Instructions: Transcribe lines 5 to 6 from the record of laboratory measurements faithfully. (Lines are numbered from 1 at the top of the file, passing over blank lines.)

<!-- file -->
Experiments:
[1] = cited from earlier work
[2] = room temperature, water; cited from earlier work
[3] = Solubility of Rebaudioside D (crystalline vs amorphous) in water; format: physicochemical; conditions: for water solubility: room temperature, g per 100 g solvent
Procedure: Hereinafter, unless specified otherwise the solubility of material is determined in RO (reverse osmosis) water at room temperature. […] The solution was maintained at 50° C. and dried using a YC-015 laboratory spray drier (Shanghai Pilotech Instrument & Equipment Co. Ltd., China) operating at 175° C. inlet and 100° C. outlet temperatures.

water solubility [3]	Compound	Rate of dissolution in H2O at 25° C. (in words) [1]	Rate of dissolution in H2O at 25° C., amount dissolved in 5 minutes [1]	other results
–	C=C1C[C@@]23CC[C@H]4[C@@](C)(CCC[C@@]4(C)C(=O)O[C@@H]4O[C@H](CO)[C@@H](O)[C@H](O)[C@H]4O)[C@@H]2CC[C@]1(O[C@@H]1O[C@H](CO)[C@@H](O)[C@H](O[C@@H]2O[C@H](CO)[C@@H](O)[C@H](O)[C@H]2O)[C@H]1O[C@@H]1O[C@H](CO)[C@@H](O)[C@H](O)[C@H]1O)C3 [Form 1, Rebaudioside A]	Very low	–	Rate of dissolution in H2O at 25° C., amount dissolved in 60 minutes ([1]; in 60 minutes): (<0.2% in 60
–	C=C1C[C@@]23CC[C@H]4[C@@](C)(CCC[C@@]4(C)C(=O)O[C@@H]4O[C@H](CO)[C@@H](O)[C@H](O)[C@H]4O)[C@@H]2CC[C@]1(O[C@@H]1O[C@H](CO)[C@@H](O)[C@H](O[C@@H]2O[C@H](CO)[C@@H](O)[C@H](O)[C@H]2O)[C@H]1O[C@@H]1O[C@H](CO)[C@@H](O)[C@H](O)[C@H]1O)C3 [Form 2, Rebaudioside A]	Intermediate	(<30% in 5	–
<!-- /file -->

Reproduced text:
Procedure: Hereinafter, unless specified otherwise the solubility of material is determined in RO (reverse osmosis) water at room temperature. […] The solution was maintained at 50° C. and dried using a YC-015 laboratory spray drier (Shanghai Pilotech Instrument & Equipment Co. Ltd., China) operating at 175° C. inlet and 100° C. outlet temperatures.

water solubility [3]	Compound	Rate of dissolution in H2O at 25° C. (in words) [1]	Rate of dissolution in H2O at 25° C., amount dissolved in 5 minutes [1]	other results